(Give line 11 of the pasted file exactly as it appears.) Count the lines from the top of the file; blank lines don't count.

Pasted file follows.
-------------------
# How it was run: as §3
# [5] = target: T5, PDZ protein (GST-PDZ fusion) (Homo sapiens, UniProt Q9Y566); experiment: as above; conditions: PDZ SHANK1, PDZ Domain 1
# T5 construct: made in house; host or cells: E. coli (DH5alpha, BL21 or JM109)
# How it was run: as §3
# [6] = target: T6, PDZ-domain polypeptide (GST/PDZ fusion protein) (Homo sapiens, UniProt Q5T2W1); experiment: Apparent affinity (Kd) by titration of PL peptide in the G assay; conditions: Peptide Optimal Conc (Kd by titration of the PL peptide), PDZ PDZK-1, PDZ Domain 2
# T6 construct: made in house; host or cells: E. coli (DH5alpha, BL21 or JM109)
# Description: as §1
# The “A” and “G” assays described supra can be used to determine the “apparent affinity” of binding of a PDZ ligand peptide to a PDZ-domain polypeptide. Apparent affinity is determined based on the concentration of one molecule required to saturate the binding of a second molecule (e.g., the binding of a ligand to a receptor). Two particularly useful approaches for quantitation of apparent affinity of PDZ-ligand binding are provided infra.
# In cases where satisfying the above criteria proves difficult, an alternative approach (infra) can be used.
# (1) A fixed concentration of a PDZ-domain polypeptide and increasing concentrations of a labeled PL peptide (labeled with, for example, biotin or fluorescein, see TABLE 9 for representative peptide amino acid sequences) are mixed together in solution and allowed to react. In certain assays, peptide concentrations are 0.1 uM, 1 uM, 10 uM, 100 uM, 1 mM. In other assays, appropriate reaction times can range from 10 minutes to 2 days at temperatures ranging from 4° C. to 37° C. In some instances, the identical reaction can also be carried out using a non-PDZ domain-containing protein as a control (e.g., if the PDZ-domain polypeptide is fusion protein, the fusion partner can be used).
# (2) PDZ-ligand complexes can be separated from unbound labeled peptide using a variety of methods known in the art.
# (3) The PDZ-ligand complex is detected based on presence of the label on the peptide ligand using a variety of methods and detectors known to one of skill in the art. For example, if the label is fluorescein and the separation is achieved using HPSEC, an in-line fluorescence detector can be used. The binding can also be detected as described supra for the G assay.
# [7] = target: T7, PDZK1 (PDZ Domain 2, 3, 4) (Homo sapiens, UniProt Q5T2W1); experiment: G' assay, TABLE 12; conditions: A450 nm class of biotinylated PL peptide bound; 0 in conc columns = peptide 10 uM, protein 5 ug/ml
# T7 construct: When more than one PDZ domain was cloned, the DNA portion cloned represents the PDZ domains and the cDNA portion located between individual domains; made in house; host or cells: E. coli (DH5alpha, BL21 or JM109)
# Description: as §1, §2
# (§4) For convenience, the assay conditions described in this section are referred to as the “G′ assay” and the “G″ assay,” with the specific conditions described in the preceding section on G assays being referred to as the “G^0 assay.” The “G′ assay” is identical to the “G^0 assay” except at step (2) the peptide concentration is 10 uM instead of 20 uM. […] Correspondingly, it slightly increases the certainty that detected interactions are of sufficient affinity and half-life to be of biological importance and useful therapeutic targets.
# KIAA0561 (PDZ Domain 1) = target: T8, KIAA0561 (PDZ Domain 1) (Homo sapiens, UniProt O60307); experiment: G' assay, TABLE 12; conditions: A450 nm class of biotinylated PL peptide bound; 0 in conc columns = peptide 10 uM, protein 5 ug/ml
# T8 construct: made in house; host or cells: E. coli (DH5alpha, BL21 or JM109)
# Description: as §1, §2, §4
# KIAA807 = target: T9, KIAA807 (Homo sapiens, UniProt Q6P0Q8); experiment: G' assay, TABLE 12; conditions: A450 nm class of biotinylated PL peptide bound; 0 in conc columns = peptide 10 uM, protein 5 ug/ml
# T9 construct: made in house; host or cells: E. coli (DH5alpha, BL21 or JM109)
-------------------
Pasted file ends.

# (2) PDZ-ligand complexes can be separated from unbound labeled peptide using a variety of methods known in the art.